Parking in New York can be stressful, with delivery trucks and double-parked… (Carolyn Cole, Los Angeles…)
Reporting from New York — Some people will do anything for a parking space, even beat a woman into a coma, prosecutors contend in an unusual case that shows how the infuriating quest for that rare city luxury forever changed several people's lives one night last winter.
If anyone ever doubted the weightiness of New York City's parking woes, they need only consider the public outrage last week after several police officers were arrested and accused of fixing parking tickets for friends, relatives and associates. Or they could have visited a public hearing held Wednesday to discuss legislation that would create residential parking permits for people in some neighborhoods to alleviate parking problems.
But nowhere was the city's parking strife illustrated so starkly as in a Manhattan courtroom where people this week described a young woman being punched in the face so hard that her feet flew out from beneath her and her skull smacked the pavement "like a watermelon splitting open," in the words of one witness, Katherine Reilly.
"I've never seen anyone so angry over something so mundane as a parking spot," another witness, Alex Rivas, testified Wednesday as prosecutors rested their case in the assault trial of Oscar Fuller, 35.
Fuller, an electrician and father of two, faces seven years in prison if convicted of assaulting Lana Rosas on Feb. 25. Fuller, who is free on $100,000 bail, has admitted hitting Rosas but said he did so only after she pummeled him in the face. Following his arrest a few days after the incident, Fuller said he did not realize how badly injured Rosas was.
Rosas, 25, was comatose for days and remains brain-damaged, with slurred speech and a helmet protecting her head, said Antonio Esposito, a police detective who testified Tuesday and Wednesday.
Fuller's and Rosas' paths crossed on what should have been a Friday night filled with revelry and romance, when the bars and nightclubs of Manhattan's East Village were just coming alive about 11:30 p.m. Fuller was on his way to his birthday party at a karaoke bar. Rosas had just had dinner with her boyfriend and another couple in Midtown Manhattan, and the two couples were headed to a club in the East Village in separate vehicles.
Rosas' boyfriend at the time, Joseph Oliver, found a parking spot on 14th Street, a major east-west thoroughfare, and pulled in. Rosas jumped out of the passenger seat and ran across the street to stand in an empty spot and save it for the second couple.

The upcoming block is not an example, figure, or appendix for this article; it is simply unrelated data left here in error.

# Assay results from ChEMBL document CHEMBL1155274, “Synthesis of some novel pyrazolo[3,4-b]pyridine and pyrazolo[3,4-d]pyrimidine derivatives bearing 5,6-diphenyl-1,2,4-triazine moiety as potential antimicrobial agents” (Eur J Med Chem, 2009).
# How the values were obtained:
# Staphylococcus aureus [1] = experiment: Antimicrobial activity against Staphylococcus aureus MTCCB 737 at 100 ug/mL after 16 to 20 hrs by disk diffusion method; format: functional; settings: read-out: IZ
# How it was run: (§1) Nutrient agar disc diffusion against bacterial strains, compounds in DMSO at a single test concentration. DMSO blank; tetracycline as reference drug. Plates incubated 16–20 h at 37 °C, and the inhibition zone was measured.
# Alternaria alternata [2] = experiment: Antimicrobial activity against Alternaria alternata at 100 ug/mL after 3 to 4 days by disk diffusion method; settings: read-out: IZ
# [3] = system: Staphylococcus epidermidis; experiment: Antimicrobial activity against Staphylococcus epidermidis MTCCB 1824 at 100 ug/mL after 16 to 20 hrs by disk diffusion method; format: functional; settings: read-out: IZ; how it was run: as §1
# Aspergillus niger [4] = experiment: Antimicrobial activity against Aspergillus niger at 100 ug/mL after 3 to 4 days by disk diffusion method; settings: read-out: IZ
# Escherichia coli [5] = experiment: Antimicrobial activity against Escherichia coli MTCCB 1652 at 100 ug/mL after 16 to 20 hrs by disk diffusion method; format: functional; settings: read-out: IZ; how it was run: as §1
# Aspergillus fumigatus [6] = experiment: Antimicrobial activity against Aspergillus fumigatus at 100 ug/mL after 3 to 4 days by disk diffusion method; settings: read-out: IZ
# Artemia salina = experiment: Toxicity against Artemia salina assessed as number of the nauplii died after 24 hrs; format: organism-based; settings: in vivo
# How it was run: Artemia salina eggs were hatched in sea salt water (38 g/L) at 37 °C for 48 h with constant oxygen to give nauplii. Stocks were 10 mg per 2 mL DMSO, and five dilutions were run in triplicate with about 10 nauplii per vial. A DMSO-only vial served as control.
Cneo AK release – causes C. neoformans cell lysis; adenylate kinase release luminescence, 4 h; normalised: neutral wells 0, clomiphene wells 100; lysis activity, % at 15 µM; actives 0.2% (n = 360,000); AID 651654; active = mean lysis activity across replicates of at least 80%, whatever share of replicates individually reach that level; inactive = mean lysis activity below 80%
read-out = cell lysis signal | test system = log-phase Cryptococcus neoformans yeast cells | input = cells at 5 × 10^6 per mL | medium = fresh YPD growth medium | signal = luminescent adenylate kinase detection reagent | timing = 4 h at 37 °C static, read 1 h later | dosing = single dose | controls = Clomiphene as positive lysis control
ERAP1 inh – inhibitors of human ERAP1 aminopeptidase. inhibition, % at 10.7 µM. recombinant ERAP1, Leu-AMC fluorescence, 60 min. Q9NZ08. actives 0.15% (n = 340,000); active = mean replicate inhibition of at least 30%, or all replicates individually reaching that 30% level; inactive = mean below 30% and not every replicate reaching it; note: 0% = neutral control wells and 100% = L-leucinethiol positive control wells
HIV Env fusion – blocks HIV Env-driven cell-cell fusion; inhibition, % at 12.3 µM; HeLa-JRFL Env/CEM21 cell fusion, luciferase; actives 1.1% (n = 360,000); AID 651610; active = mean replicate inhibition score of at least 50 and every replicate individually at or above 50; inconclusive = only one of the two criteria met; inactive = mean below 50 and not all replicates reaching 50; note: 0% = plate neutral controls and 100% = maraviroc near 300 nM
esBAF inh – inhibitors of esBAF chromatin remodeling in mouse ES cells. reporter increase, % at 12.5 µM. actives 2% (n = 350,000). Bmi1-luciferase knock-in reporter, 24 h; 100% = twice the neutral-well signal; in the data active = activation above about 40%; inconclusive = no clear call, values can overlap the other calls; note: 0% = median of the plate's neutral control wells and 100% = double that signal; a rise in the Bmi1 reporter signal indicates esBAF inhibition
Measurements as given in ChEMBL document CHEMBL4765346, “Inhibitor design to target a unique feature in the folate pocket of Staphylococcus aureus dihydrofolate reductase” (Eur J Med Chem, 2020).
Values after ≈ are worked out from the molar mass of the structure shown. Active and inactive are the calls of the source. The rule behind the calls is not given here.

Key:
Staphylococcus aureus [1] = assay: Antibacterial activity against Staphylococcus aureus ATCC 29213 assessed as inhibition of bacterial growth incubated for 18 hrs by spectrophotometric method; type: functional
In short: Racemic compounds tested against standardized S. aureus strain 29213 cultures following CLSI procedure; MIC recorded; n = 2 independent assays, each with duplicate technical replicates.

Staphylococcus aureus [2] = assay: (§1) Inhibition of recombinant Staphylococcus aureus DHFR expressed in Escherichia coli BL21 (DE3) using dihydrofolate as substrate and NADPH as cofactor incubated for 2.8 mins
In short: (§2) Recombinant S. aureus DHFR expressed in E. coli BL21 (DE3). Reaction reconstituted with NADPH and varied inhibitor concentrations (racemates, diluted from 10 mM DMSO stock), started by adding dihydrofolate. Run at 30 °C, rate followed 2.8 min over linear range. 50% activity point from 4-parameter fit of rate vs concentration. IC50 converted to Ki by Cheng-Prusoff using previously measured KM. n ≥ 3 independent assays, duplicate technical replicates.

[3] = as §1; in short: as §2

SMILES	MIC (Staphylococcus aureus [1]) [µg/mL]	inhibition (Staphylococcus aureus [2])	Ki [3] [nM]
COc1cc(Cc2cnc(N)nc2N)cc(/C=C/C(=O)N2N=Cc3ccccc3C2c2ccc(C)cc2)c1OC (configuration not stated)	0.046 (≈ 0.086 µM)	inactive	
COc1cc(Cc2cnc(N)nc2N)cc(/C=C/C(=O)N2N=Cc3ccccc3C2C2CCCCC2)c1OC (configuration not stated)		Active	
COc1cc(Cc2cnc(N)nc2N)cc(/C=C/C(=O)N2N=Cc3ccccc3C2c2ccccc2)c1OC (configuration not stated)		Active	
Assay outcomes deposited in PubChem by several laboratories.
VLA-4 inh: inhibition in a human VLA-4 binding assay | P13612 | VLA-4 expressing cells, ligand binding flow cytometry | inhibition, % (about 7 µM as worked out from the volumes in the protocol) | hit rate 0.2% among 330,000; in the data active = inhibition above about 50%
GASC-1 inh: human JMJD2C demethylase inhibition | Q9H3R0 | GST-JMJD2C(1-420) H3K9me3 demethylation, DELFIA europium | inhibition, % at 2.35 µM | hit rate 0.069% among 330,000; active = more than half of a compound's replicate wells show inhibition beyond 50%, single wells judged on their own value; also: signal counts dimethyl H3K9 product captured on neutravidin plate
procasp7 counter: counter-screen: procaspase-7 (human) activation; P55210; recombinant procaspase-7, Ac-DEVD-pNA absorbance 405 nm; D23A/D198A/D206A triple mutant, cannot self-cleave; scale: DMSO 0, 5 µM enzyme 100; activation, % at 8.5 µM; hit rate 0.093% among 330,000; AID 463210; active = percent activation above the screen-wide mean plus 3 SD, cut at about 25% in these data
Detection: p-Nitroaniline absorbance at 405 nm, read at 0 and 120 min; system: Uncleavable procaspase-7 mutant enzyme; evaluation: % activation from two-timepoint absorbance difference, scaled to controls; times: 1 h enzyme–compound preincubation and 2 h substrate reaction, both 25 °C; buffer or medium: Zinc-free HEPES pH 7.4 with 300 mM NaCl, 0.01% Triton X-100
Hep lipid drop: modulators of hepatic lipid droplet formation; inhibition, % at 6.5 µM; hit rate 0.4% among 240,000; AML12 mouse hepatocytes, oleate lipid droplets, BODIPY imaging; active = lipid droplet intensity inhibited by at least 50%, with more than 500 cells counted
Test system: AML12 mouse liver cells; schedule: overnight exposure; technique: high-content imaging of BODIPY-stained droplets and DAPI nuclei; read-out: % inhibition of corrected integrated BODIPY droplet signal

That's when Fuller, also looking for parking, arrived.
As Rosas' mother and other relatives listened from the court's spectator section and wiped away tears, Oliver described watching his 4-foot-11 girlfriend confront Fuller, who was trying to back into the parking spot. Oliver said he saw Rosas stumble after being hit once, and he ran across the street.
"What … are you doing? You just punched my girlfriend in the face!" Oliver recalled yelling at Fuller.
Elizabeth McWilliams, a flamenco dancer who lives in the neighborhood, was walking down 14th Street and heard yelling. So did Reilly, a music teacher headed to a nightclub, and Rivas, out for the evening with his girlfriend. All of them described coming upon the scene as the fight escalated, seconds before the second and final punch was thrown.
Reilly said Fuller drew back his right arm, balled his hand into a fist and unleashed "the hardest, fastest punch I've ever seen."
"It made a huge sound," McWilliams said of the moment when Rosas' head hit the ground. "The entire block gasped."
"This was something a panel of boxing judges would have given him high marks on," said Rivas, drawing an objection from defense attorney Thomas A. Kenniff, which was overruled by the judge.
Prosecutors have ridiculed Fuller's statements that he was defending himself when he punched Rosas, calling additional witnesses who saw blood pouring from her mouth and replaying their frantic 911 calls. A neurosurgeon who treated Rosas in the emergency room said chunks of her skull were removed to accommodate her swollen brain.
Esposito, the police detective, said Rosas remembered nothing about the incident. Witnesses, however, gave police the license number of Fuller's car after he left the scene, and they picked him from a lineup after his arrest.
New York City police issue more than 1 million parking citations a year, with fines ranging from $35 to more than $135, underscoring the extent of revenue the citations bring in and the challenge of finding legal parking here.